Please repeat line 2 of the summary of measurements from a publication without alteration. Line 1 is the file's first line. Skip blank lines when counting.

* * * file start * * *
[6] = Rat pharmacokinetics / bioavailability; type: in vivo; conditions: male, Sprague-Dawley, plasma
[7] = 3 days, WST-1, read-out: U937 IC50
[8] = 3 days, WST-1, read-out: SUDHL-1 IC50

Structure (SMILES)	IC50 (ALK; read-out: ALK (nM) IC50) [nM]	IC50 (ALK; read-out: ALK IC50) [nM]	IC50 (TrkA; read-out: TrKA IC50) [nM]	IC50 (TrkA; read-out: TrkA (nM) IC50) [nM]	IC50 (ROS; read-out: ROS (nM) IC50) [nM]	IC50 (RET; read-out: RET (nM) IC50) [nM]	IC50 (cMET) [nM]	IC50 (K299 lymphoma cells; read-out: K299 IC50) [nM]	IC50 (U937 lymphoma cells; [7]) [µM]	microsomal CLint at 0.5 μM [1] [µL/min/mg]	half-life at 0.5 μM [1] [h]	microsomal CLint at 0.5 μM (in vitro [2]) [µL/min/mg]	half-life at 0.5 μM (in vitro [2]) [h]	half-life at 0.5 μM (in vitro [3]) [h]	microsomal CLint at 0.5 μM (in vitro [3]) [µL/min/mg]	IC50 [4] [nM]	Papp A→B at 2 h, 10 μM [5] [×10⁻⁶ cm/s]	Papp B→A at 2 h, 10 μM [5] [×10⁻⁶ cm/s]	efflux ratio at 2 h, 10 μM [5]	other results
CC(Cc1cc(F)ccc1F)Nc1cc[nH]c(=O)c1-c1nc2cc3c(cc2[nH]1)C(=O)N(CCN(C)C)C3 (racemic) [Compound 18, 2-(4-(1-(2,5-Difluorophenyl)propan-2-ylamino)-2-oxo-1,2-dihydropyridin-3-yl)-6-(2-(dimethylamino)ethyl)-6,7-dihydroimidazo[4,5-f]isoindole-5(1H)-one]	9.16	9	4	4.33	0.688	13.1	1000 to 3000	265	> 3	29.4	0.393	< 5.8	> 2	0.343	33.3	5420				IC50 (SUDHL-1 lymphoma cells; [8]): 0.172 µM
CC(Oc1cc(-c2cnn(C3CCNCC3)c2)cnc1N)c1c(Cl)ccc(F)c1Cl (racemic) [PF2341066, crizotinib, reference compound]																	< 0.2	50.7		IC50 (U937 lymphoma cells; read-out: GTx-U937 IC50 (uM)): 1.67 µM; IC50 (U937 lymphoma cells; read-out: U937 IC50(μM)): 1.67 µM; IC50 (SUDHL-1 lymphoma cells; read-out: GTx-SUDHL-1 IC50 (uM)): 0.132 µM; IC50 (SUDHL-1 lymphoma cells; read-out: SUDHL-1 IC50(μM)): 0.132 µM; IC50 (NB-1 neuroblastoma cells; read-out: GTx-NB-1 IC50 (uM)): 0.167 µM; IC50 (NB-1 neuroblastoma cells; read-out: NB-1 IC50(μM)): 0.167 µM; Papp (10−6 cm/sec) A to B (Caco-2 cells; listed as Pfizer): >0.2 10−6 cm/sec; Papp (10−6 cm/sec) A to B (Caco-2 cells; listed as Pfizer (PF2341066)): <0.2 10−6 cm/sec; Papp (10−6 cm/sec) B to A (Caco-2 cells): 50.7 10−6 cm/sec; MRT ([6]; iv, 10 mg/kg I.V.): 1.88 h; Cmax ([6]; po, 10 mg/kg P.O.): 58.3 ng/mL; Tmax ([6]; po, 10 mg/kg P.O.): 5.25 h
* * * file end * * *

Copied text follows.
[7] = 3 days, WST-1, read-out: U937 IC50